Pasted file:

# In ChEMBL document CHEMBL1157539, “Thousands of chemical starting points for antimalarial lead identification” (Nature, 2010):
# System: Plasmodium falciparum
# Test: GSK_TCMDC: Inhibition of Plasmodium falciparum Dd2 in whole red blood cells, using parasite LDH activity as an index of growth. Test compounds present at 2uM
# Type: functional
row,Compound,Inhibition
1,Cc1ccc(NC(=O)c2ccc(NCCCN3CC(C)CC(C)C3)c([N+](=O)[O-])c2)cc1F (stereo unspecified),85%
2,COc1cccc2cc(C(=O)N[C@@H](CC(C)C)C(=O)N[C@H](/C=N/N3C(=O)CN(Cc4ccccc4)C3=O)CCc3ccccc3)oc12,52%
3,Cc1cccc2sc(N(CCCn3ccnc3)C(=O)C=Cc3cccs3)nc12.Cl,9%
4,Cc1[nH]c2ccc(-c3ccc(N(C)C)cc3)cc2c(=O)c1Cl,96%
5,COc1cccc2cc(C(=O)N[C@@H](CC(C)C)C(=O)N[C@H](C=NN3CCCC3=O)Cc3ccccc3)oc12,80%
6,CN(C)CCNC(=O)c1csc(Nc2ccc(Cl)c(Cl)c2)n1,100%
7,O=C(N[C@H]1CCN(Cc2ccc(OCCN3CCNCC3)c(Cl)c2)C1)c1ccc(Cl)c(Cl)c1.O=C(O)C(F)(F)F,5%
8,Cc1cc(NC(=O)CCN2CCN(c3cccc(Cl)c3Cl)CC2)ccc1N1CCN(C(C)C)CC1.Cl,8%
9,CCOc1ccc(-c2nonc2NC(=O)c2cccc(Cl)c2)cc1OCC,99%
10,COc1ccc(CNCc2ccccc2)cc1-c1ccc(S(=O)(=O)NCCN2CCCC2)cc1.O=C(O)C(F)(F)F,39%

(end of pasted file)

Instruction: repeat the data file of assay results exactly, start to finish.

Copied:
# In ChEMBL document CHEMBL1157539, “Thousands of chemical starting points for antimalarial lead identification” (Nature, 2010):
# System: Plasmodium falciparum
# Test: GSK_TCMDC: Inhibition of Plasmodium falciparum Dd2 in whole red blood cells, using parasite LDH activity as an index of growth. Test compounds present at 2uM
# Type: functional
row,Compound,Inhibition
1,Cc1ccc(NC(=O)c2ccc(NCCCN3CC(C)CC(C)C3)c([N+](=O)[O-])c2)cc1F (stereo unspecified),85%
2,COc1cccc2cc(C(=O)N[C@@H](CC(C)C)C(=O)N[C@H](/C=N/N3C(=O)CN(Cc4ccccc4)C3=O)CCc3ccccc3)oc12,52%
3,Cc1cccc2sc(N(CCCn3ccnc3)C(=O)C=Cc3cccs3)nc12.Cl,9%
4,Cc1[nH]c2ccc(-c3ccc(N(C)C)cc3)cc2c(=O)c1Cl,96%
5,COc1cccc2cc(C(=O)N[C@@H](CC(C)C)C(=O)N[C@H](C=NN3CCCC3=O)Cc3ccccc3)oc12,80%
6,CN(C)CCNC(=O)c1csc(Nc2ccc(Cl)c(Cl)c2)n1,100%
7,O=C(N[C@H]1CCN(Cc2ccc(OCCN3CCNCC3)c(Cl)c2)C1)c1ccc(Cl)c(Cl)c1.O=C(O)C(F)(F)F,5%
8,Cc1cc(NC(=O)CCN2CCN(c3cccc(Cl)c3Cl)CC2)ccc1N1CCN(C(C)C)CC1.Cl,8%
9,CCOc1ccc(-c2nonc2NC(=O)c2cccc(Cl)c2)cc1OCC,99%
10,COc1ccc(CNCc2ccccc2)cc1-c1ccc(S(=O)(=O)NCCN2CCCC2)cc1.O=C(O)C(F)(F)F,39%